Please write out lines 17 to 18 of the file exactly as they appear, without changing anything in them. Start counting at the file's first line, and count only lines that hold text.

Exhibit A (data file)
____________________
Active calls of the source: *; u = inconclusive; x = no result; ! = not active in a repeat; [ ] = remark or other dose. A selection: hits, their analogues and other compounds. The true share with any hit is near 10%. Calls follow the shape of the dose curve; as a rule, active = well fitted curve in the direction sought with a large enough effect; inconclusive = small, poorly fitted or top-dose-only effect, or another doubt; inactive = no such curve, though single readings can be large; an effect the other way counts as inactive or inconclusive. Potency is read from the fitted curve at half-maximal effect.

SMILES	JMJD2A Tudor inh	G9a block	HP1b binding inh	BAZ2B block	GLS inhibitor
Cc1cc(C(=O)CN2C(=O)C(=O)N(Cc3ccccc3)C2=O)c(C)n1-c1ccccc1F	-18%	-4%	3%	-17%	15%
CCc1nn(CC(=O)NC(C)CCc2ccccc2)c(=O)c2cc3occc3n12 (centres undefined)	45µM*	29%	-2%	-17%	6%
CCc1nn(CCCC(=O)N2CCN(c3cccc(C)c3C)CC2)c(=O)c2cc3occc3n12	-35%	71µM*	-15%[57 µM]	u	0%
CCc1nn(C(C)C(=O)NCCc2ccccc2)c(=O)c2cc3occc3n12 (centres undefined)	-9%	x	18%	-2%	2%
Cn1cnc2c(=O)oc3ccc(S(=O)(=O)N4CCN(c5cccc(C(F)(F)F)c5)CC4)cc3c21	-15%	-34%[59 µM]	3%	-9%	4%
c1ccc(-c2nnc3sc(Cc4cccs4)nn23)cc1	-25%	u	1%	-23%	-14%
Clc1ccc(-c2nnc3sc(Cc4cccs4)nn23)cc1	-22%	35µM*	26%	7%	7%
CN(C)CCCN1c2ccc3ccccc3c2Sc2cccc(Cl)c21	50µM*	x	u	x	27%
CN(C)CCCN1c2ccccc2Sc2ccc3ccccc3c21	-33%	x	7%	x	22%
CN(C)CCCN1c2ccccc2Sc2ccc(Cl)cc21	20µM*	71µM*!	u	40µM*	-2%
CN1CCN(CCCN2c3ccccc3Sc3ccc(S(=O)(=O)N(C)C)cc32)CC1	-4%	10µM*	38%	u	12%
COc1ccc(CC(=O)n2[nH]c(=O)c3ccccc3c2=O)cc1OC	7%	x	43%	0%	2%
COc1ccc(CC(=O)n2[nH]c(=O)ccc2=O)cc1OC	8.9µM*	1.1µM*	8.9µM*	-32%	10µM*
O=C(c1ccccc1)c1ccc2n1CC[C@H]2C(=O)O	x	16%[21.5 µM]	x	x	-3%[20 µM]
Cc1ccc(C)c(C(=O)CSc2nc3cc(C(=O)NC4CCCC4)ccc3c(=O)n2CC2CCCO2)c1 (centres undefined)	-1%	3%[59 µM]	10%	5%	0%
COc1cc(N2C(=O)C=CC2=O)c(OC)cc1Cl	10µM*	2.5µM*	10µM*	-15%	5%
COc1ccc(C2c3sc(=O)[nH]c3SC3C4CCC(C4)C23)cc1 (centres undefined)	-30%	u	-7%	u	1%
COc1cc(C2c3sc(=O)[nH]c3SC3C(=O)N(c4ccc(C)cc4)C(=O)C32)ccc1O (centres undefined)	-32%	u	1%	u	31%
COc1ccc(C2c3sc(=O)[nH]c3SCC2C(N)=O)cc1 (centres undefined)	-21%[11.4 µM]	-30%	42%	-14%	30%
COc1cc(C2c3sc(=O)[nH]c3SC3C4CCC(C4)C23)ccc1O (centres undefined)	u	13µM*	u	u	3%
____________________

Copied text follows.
Cc1ccc(C)c(C(=O)CSc2nc3cc(C(=O)NC4CCCC4)ccc3c(=O)n2CC2CCCO2)c1 (centres undefined)	-1%	3%[59 µM]	10%	5%	0%
COc1cc(N2C(=O)C=CC2=O)c(OC)cc1Cl	10µM*	2.5µM*	10µM*	-15%	5%